Elsewhere in lawsuits, Joseph Nacchio won a $14.2 million verdict against David Weinstein, his former financial adviser, and Ayco (now part of Goldman Sachs), for negligently selling him some life insurance. Nacchio is the former chief executive officer of Qwest, and spent 4 1/2 years in prison for insider trading; Weinstein testified against him at his insider-trading trial. So this is I suppose a bit of sad revenge.

And "U.S. prosecutors are asking whether two law firms gave Standard Chartered Plc improper advice as they steered the bank through a sanctions-violations investigation," which raises my former-lawyer hackles. Law firms are supposed to be on their clients' side against government investigations, but the imperialism of modern bank investigations is such that deference is demanded, and if lawyers take their clients' side too vigorously then they get in trouble too. 


"Oil prices fell to their lowest level in 12 years, with futures of West Texas intermediate crude for February delivery settling at $31.41 a barrel." This is bad for energy producers, whose debt loads are getting more worrying; "Morgan Stanley issued a report this week describing an environment 'worse than 1986' for energy prices and producers," and Cullen Roche writes that "the energy space has already experienced its 2008." It is also not great for Russia. On the other hand, the end of the energy boom seems to be good for tugboats.


Lucy Kellaway argues that millennials don't go in for workplace pranks, though her evidence comes mostly from the media industry, and I prefer to believe that the culture of pranking still lives on at investment banks. Even there, though, it is under attack; remember that poor kid at Barclays who somehow lost two jobs for sending out a pretty innocuous joke e-mail to the summer interns? O tempora etc. Kellaway attributes the shift partly to millennial attitudes toward work -- contrasted with an older generation that "sloped into jobs and never felt any particular need to behave in a professional fashion, except when strictly called for" -- but also partly to changing attitudes toward the seriousness and permanence of the Internet. "Most younger people have learnt that there is no such thing as a private joke on email," she writes, and "young professionals do not think it is OK to pretend to be someone else online."

One FT trainee explained that their internet personas are so much a part of them — their whole lives are online — that it counts as a serious betrayal if anyone, especially a colleague, tries to mess with that.

I would add that, in the U.S. at least, it is possibly a bad federal felony to pretend to be someone else online, which I suppose would cut down on the appeal of online pranks.

People are worried about unicorns.

Private tech companies spent 2015 raising tons of private money and not going public, and a lot of people are hoping that 2016 will see a bit of a shift back to going public. (Some of those people may work at, which advertises its going-public services, and its toll-free number, on CNBC.) The first tech initial public offering of 2016 will likely be Elevate Credit, which filed an amended S-1 with a pricing range yesterday, and Bloomberg has a list of 14 more possible tech IPOs to watch for in 2016. Meanwhile one of last year's big tech IPOs, Etsy, closed at $7.44 yesterday, its lowest level since IPOing at $16 last April, as its lockup expired, in possibly not the most encouraging news for other tech companies interested in going public. Meanwhile in companies interested in staying private, Uber will be raising money from high-net-worth Morgan Stanley retail clients, apparently at a $62.5 billion valuation.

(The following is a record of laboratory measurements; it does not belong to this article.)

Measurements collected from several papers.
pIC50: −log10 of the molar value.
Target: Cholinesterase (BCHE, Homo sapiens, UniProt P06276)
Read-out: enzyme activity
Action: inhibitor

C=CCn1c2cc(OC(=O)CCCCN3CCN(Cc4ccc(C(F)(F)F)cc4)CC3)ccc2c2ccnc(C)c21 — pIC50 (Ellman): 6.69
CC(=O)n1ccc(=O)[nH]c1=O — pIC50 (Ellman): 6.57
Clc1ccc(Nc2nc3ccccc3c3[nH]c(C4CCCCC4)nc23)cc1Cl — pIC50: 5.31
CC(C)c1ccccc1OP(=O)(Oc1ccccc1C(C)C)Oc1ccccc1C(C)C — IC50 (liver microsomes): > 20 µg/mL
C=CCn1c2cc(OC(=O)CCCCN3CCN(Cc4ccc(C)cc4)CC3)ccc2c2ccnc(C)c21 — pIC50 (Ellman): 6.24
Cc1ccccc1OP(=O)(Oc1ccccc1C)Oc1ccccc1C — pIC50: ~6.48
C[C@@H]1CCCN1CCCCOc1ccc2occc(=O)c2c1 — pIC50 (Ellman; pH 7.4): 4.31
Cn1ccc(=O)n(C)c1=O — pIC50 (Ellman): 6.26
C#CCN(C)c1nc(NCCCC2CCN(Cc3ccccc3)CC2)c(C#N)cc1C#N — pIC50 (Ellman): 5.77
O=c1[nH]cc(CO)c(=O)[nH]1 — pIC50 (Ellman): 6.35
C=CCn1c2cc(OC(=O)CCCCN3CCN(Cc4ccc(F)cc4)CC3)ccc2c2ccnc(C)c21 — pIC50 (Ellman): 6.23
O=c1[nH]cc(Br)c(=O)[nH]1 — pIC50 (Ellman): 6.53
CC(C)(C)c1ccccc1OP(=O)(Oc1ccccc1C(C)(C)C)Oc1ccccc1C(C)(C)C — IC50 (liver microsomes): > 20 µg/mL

People are worried about bond market liquidity.

A confession: Last week I gave serious thought to retiring "People are worried about bond market liquidity." It has been going on so long. It's a new year. And of course right after the new year there were not a lot of people worrying about bond market liquidity, or anything else, in print. What if, I thought, bond market liquidity was a worry of 2015, and in 2016 other worries -- oil prices or Chinese circuit breakers or the anticompetitive effects of index funds -- would take its place?

But I should know by now that any time I allow myself to entertain thoughts like that, a deluge of bond-market-liquidity worrying will soon follow. So here is Euromoney's "Bond liquidity: special focus." And the Securities and Exchange Commission released its list of 2016 examination priorities, and of course "New initiatives for 2016 include an evaluation of broker-dealers’ and investment advisers’ liquidity risk management practices." Bloomberg explains:

The Securities and Exchange Commission said in an annual statement on its exam priorities released Monday that it plans to scrutinize how mutual funds, exchange-traded funds and hedge funds value these less-liquid holdings and manage the risk that they can’t be sold when managers need the cash. The SEC said its examiners also plan to review the role of brokers that match buyers and sellers for less liquid investments.

And here is more from DealBook on the collapse of Third Avenue's Focused Credit Fund, and the SEC's related interest in bond-fund liquidity mismatches.

Things happen.

Chinese Official: Bets Against Yuan Are ‘Ridiculous and Impossible.’ Did China Change the Way It Fixes the Yuan? "Large funds managed by King Street Capital Management, CQS, Pine River Capital Management, Metacapital Management, DW Partners and Libremax Capital were among those that lost money, or were on track to, in 2015 for the first time." Silicon Valley: We Don’t Trust FICO Scores. Meet the Investors Willing to Bet $300 Million on Dov Charney. A profile of Tinder CEO Sean Rad. Chinese gaming company buys 60% of Grindr. Consumer Financial Protection Bureau Roughly Doubled Caseload in 2015. JPMorgan’s head of US government bond trading leaves bank. Credit Swaps Panel Adopts Rules to Mitigate Conflict of Interest. Shire Sidesteps the Taxman. "In categories such as 'prestigious,' 'upper class' and 'glamorous' the Trump name has plummeted among high-income consumers." Donald Trump's economic plans are obviously ridiculous. Hillary Clinton has a tax proposal that will obviously never happen. Keynes was not a great currency trader. Naked Pants Part II. Workplace sensors. Subway dogs. English trains delayed by sunshine. "Hi, I'd like to add you to my professional network on LinkedIn." 

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This column does not necessarily reflect the opinion of the editorial board or Bloomberg LP and its owners.

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Matt Levine at